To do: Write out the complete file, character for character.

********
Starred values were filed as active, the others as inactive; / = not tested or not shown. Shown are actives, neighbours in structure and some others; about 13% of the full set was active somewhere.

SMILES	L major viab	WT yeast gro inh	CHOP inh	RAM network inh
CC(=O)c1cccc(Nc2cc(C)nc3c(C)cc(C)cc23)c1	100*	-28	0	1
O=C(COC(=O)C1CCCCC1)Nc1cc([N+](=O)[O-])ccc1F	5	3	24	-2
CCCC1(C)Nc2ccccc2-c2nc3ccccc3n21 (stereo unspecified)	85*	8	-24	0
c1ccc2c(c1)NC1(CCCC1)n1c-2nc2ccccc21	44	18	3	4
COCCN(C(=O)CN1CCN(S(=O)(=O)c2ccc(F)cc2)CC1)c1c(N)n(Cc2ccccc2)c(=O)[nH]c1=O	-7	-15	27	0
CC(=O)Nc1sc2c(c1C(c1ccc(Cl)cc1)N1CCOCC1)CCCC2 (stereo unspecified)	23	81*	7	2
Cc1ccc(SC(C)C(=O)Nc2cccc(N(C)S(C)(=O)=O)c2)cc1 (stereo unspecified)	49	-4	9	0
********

Starred values were filed as active, the others as inactive; / = not tested or not shown. Shown are actives, neighbours in structure and some others; about 13% of the full set was active somewhere.

SMILES	L major viab	WT yeast gro inh	CHOP inh	RAM network inh
CC(=O)c1cccc(Nc2cc(C)nc3c(C)cc(C)cc23)c1	100*	-28	0	1
O=C(COC(=O)C1CCCCC1)Nc1cc([N+](=O)[O-])ccc1F	5	3	24	-2
CCCC1(C)Nc2ccccc2-c2nc3ccccc3n21 (stereo unspecified)	85*	8	-24	0
c1ccc2c(c1)NC1(CCCC1)n1c-2nc2ccccc21	44	18	3	4
COCCN(C(=O)CN1CCN(S(=O)(=O)c2ccc(F)cc2)CC1)c1c(N)n(Cc2ccccc2)c(=O)[nH]c1=O	-7	-15	27	0
CC(=O)Nc1sc2c(c1C(c1ccc(Cl)cc1)N1CCOCC1)CCCC2 (stereo unspecified)	23	81*	7	2
Cc1ccc(SC(C)C(=O)Nc2cccc(N(C)S(C)(=O)=O)c2)cc1 (stereo unspecified)	49	-4	9	0